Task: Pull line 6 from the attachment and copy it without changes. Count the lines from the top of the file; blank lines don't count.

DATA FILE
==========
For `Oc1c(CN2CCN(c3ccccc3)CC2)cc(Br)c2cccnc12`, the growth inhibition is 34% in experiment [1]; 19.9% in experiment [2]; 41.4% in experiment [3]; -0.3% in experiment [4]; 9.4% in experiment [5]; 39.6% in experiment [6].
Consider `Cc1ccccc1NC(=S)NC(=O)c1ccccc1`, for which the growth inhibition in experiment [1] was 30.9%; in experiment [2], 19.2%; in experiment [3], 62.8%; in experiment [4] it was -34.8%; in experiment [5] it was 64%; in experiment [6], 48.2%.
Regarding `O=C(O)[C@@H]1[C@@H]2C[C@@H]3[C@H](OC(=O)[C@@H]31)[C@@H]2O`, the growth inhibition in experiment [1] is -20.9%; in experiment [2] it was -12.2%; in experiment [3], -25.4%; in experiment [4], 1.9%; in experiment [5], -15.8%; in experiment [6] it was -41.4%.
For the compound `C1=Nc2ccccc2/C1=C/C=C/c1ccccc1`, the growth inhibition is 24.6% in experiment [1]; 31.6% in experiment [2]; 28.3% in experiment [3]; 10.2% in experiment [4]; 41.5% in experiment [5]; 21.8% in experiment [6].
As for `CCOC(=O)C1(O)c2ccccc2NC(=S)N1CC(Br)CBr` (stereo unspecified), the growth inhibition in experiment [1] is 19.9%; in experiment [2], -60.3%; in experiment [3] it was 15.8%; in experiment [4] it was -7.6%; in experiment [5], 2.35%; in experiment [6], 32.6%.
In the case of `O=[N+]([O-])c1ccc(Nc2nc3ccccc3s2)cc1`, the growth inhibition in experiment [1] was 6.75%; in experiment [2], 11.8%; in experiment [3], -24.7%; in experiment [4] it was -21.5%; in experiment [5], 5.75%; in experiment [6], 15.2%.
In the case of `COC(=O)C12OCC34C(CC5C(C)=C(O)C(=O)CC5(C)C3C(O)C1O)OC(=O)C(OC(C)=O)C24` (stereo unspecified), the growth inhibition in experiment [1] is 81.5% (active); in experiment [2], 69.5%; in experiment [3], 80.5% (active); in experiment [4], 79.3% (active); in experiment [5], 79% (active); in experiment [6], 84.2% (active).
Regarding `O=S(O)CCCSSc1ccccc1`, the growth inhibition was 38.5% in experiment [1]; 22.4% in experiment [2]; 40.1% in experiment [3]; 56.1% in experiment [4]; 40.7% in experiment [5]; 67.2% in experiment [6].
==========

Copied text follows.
In the case of `O=[N+]([O-])c1ccc(Nc2nc3ccccc3s2)cc1`, the growth inhibition in experiment [1] was 6.75%; in experiment [2], 11.8%; in experiment [3], -24.7%; in experiment [4] it was -21.5%; in experiment [5], 5.75%; in experiment [6], 15.2%.